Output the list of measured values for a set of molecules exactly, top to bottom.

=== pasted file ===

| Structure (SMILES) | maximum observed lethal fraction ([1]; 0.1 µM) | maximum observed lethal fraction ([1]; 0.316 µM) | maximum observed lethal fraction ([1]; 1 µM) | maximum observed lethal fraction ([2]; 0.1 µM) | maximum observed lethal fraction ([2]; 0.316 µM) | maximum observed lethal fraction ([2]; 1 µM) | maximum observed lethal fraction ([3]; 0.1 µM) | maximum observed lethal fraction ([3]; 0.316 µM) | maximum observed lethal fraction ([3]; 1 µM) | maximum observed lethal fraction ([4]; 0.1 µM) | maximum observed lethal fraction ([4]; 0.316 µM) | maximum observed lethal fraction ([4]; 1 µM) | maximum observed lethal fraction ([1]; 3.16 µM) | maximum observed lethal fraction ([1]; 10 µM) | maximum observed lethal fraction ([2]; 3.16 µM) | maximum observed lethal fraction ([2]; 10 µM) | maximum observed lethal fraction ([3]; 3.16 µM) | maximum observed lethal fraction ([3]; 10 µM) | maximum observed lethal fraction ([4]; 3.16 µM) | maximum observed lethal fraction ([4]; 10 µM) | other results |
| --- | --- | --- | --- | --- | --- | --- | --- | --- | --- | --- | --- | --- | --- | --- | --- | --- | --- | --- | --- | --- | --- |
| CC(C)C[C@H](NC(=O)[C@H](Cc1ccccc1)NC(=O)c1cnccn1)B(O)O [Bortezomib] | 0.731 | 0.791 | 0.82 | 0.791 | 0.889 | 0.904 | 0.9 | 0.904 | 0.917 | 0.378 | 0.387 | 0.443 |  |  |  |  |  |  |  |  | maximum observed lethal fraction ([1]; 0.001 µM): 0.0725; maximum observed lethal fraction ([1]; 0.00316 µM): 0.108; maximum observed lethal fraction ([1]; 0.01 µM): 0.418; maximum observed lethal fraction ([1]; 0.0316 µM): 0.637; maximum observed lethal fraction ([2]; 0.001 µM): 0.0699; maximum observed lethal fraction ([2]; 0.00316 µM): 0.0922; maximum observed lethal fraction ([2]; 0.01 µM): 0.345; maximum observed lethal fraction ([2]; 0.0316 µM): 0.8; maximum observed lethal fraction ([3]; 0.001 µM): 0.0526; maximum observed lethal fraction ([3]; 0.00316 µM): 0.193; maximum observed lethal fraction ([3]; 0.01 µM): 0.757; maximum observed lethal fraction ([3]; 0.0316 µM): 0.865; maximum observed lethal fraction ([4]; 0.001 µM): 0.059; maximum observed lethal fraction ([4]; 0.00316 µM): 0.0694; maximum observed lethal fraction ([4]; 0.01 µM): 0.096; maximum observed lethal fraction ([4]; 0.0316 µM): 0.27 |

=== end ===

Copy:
| Structure (SMILES) | maximum observed lethal fraction ([1]; 0.1 µM) | maximum observed lethal fraction ([1]; 0.316 µM) | maximum observed lethal fraction ([1]; 1 µM) | maximum observed lethal fraction ([2]; 0.1 µM) | maximum observed lethal fraction ([2]; 0.316 µM) | maximum observed lethal fraction ([2]; 1 µM) | maximum observed lethal fraction ([3]; 0.1 µM) | maximum observed lethal fraction ([3]; 0.316 µM) | maximum observed lethal fraction ([3]; 1 µM) | maximum observed lethal fraction ([4]; 0.1 µM) | maximum observed lethal fraction ([4]; 0.316 µM) | maximum observed lethal fraction ([4]; 1 µM) | maximum observed lethal fraction ([1]; 3.16 µM) | maximum observed lethal fraction ([1]; 10 µM) | maximum observed lethal fraction ([2]; 3.16 µM) | maximum observed lethal fraction ([2]; 10 µM) | maximum observed lethal fraction ([3]; 3.16 µM) | maximum observed lethal fraction ([3]; 10 µM) | maximum observed lethal fraction ([4]; 3.16 µM) | maximum observed lethal fraction ([4]; 10 µM) | other results |
| --- | --- | --- | --- | --- | --- | --- | --- | --- | --- | --- | --- | --- | --- | --- | --- | --- | --- | --- | --- | --- | --- |
| CC(C)C[C@H](NC(=O)[C@H](Cc1ccccc1)NC(=O)c1cnccn1)B(O)O [Bortezomib] | 0.731 | 0.791 | 0.82 | 0.791 | 0.889 | 0.904 | 0.9 | 0.904 | 0.917 | 0.378 | 0.387 | 0.443 |  |  |  |  |  |  |  |  | maximum observed lethal fraction ([1]; 0.001 µM): 0.0725; maximum observed lethal fraction ([1]; 0.00316 µM): 0.108; maximum observed lethal fraction ([1]; 0.01 µM): 0.418; maximum observed lethal fraction ([1]; 0.0316 µM): 0.637; maximum observed lethal fraction ([2]; 0.001 µM): 0.0699; maximum observed lethal fraction ([2]; 0.00316 µM): 0.0922; maximum observed lethal fraction ([2]; 0.01 µM): 0.345; maximum observed lethal fraction ([2]; 0.0316 µM): 0.8; maximum observed lethal fraction ([3]; 0.001 µM): 0.0526; maximum observed lethal fraction ([3]; 0.00316 µM): 0.193; maximum observed lethal fraction ([3]; 0.01 µM): 0.757; maximum observed lethal fraction ([3]; 0.0316 µM): 0.865; maximum observed lethal fraction ([4]; 0.001 µM): 0.059; maximum observed lethal fraction ([4]; 0.00316 µM): 0.0694; maximum observed lethal fraction ([4]; 0.01 µM): 0.096; maximum observed lethal fraction ([4]; 0.0316 µM): 0.27 |